In asking this question, we follow part of the logic that drives statutes of limitations in criminal cases. Lawyers primarily justify statutes of limitations on procedural grounds—that at some point it becomes impossible to adjudicate fairly given the passage of time. But there are also good moral reasons to support such statutes.
First, statutes of limitations implicitly account for the fact that social perceptions concerning the moral nature of the crimes in question themselves change over time. And second, statutes of limitations recognize that people’s moral characters change over time, too, and so punishing people in the present for crimes committed many years ago, when they may well have been very different people, somehow seems fundamentally unfair. This is why statutes of limitations are only suspended for the most monstrous sorts of crimes: because the assumption is that people who commit such crimes, even if they have morally evolved to a certain degree, are unlikely to have evolved so much that none of the malign impulses that motivated the original crimes are likely to remain. How much is a cold-blooded murderer likely to change? There is a moral theory of human nature at work here, if only implicitly.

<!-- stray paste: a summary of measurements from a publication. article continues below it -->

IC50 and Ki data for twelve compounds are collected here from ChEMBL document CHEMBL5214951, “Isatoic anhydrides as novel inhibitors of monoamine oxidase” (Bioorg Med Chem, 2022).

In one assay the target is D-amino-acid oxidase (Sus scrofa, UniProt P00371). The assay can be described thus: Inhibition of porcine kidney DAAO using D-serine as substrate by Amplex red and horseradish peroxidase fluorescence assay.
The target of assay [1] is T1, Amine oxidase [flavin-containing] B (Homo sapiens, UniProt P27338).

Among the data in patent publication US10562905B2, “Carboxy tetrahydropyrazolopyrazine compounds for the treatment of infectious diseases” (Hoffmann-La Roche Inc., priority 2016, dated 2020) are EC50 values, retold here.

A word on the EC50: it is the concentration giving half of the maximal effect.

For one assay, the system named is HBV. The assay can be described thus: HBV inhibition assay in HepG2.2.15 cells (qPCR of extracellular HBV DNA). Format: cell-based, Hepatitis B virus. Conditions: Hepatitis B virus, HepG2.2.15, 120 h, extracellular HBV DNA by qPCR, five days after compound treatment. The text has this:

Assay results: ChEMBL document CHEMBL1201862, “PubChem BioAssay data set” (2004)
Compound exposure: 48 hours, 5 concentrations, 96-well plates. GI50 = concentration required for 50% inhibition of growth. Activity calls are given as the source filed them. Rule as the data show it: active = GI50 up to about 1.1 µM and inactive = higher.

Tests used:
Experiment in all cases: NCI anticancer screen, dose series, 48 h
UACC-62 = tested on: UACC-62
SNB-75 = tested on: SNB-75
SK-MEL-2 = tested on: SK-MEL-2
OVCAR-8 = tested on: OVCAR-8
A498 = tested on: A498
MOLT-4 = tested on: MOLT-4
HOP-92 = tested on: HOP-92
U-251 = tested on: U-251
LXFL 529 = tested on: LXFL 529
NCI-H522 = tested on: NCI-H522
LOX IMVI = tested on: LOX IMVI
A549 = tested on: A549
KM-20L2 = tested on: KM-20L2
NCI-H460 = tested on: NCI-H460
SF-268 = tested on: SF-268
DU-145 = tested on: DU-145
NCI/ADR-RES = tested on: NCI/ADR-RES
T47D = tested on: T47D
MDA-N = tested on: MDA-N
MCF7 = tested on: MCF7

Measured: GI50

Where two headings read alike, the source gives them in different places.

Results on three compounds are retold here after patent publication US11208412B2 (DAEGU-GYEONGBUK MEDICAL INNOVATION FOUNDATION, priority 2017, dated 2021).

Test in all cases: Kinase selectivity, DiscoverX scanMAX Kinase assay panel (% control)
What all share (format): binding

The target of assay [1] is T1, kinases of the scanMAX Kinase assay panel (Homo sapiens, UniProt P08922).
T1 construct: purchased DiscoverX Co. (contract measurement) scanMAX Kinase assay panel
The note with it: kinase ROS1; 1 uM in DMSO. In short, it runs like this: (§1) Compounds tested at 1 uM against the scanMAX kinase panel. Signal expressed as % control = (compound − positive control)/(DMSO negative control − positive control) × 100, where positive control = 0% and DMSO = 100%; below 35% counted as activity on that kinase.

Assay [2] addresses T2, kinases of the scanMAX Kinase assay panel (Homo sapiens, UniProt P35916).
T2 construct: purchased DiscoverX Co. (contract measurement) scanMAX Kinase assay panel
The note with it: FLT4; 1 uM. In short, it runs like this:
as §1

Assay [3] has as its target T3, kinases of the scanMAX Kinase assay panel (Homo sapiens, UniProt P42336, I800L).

As I perceive the moral case at hand with respect to Brett Kavanaugh, I make two fundamental moral observations—and as moral issues these stand separately from other relevant concerns, such as, for example, the fact that the Court has become gradually more politicized thanks to the incapacities of the Legislative Branch, and that fact that the Court has become far more important in American politics than the Framers ever imagined it would or should be.